John C. Norton to Elizabeth Cady Stanton about Woman's Bible, August 1901
As published in the
Selected Papers, Volume 6
© 2013 Rutgers State University of New Jersey
Plainville, [Conn.] Aug., E.M., 301.1 
Dear Mrs. Stanton:—You will excuse me2 for writing and telling you how much I have enjoyed reading "Eighty Years and More" and the "Woman's Bible." I have read them three times and shall read them many times more. I find something new in them every time. I lend them to whoever will read them; some refuse for fear of shattering their faith. Our doctor has them now. We belong to the old men's Bible class, and a few Sundays ago the question of the creation came up in the class—the clergyman taking for his text the old story of the creation of man out of the dust of the earth. Now when this question came up in the class, I took the liberty to say that there seemed to be two stories about the creation. Now as I had been taught by a kind mother from my infancy that there was no truth in the story, it was nothing but a fable, I had thought but little about it until I had read the "Woman's Bible," so I must thank them for reviewing that knowledge. But our teacher informed us that there was but one story. Having a Bible with me, I said to him, "For your benefit and mine, I will just read it to you." Then I said, "Is not that plain English?" No one said anything except the doctor; he thought as I did. But to my surprise, when the clergyman came into the class, he decided in my favor, saying that the scholars had now decided that there were two stories. I said to him, "Is it not rather late in the day for them to so decide; it is so plain I should have thought they would have decided that way long ago."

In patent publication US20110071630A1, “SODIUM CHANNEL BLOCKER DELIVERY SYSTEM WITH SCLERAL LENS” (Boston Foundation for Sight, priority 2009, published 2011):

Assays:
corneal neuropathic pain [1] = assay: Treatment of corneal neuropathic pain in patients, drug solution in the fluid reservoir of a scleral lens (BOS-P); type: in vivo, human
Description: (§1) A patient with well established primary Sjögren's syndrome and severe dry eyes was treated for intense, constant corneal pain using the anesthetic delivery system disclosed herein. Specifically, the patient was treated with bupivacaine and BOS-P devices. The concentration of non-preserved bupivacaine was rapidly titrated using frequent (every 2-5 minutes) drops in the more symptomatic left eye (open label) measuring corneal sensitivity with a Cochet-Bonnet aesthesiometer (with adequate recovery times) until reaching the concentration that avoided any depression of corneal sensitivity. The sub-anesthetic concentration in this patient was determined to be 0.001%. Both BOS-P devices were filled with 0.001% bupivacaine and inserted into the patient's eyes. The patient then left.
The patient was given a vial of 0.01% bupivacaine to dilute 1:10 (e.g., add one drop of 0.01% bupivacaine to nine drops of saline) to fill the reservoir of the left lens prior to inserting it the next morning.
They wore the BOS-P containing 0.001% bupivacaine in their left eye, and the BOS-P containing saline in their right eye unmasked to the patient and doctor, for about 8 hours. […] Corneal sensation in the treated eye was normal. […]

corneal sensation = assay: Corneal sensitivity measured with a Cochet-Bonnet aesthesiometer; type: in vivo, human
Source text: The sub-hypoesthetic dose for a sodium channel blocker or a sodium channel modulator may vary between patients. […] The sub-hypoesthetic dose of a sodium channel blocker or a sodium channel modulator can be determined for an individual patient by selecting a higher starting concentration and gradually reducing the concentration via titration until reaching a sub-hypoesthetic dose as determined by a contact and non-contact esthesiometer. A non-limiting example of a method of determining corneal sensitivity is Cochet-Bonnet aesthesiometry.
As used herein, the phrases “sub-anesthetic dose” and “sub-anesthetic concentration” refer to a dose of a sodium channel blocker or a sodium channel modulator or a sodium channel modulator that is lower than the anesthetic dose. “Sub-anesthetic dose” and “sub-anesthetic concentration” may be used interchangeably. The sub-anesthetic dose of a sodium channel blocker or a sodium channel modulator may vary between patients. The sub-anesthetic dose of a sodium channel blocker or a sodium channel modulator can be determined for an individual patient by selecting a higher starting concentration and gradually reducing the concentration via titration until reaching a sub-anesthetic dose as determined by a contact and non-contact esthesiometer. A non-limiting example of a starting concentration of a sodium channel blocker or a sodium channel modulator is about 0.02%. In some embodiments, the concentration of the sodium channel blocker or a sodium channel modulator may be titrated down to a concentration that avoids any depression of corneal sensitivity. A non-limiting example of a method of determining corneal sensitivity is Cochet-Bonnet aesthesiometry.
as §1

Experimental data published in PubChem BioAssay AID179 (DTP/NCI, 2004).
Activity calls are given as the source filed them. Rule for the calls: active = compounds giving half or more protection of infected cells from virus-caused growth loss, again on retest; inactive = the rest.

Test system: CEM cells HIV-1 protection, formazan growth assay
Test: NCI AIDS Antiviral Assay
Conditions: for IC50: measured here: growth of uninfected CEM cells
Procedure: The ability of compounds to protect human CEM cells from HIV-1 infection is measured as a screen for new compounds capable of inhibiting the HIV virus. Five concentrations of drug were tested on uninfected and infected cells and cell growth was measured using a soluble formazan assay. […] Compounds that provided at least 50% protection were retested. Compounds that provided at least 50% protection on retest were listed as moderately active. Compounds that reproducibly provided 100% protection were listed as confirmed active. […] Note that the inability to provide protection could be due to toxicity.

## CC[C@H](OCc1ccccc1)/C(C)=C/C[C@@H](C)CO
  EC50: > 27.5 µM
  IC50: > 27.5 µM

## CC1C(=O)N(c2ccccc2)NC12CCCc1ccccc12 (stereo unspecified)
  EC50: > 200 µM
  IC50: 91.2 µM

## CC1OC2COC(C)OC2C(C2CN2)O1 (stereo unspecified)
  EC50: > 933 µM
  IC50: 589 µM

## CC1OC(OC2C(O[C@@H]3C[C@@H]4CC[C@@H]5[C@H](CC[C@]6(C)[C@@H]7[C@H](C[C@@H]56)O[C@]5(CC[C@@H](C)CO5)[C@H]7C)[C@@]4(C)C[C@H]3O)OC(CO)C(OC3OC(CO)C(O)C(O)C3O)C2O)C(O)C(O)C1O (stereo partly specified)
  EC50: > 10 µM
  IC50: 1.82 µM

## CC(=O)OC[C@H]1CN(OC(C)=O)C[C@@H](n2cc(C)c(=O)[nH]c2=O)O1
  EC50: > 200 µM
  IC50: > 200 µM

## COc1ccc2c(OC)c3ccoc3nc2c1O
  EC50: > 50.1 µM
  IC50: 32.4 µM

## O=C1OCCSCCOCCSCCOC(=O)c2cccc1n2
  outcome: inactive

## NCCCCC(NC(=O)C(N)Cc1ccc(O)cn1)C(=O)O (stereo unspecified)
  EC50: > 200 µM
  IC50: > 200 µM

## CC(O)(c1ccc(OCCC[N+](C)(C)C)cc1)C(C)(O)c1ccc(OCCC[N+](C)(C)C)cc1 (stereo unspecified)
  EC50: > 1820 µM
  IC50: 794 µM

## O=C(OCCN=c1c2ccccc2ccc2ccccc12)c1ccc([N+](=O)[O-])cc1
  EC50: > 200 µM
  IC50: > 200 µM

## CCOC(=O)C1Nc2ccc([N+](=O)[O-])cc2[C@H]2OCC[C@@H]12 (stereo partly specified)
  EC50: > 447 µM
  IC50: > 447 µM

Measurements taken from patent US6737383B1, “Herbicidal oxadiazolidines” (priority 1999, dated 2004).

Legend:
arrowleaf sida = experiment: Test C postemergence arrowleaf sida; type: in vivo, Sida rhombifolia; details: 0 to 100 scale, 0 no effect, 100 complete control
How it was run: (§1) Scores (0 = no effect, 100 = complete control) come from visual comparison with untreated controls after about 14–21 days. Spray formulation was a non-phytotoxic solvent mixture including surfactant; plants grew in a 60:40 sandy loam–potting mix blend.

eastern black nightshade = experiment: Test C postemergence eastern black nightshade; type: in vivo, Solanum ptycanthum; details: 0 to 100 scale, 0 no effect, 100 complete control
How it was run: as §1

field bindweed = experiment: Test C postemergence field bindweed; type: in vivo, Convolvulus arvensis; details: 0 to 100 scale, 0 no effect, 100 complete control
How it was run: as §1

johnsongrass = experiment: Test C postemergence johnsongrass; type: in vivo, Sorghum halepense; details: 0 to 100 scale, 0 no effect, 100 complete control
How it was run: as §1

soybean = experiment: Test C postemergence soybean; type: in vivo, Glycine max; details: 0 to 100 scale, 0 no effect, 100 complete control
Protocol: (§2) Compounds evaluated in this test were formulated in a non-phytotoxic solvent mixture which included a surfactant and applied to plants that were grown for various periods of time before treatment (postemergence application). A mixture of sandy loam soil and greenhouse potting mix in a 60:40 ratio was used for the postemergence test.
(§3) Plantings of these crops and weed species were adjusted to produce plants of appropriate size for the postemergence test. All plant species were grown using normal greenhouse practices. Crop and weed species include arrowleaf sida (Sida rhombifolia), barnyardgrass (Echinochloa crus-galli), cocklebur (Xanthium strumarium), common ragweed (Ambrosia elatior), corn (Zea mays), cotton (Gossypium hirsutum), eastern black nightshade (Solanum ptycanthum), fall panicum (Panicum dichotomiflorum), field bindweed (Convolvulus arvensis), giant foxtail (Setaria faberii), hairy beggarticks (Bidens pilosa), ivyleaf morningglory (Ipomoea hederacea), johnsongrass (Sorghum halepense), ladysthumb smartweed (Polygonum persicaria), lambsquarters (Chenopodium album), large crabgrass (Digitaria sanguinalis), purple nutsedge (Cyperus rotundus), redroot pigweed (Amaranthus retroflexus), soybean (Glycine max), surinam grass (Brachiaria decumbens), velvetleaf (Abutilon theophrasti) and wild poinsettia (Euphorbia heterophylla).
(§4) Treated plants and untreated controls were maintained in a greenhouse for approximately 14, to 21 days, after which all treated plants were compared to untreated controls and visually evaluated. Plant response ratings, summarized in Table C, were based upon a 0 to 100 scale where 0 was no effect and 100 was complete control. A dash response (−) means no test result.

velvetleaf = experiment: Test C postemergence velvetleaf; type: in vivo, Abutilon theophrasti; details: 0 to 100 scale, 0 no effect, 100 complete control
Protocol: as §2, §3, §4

But the next Sunday when we went into the class, one of the members proposed that we divide the class and put the unbelievers in one class and the believers in another. As there was but two of us we told them that we would divide then and there and save them the trouble—so we left!
I have now made up my mind that no one has a right to join a Sunday School class or the church unless they can fully believe that Jonah was swallowed by a whale and the world was made in just six days. My wife joins with me in thanking you for the present of the book. Your friend,
J. C. Norton.
Torch of Reason 5 (5 September 1901): 3.
Prepared for the Selected Papers of Elizabeth Cady Stanton and Susan B. Anthony, vol. 6, An Awful Hush, 1895 to 1906, ed. Ann D. Gordon (New Brunswick, N.J., 2013). ©Rutgers, The State University of New Jersey.
1 Following a convention among freethinkers, Norton employs a calendar that measured time since the burning of philosopher, mathematician, and heretic Giordano Bruno in 1600. The papal calendar was replaced by one that counted years from 1 January 1601 in the Era of Man, or E.M.
2 This was probably John Calvin Norton (1825-1916), a clockmaker and highly skilled mechanic residing in Plainville, Connecticut. As an indication of his political views, this Bostonian had named his younger son, born in 1861, Wendell Phillips Norton. At this date, Norton was married to Harriet Amelia Ryder Norton (1841-1911), a former dressmaker who became his second wife in 1883. (William Jamieson Pape, History of Waterbury and the Naugatuck Valley, Connecticut [Chicago, 1918], 3:64, 67; Federal Census, 1900; gravestone, West Cemetery, Plainville, Conn.)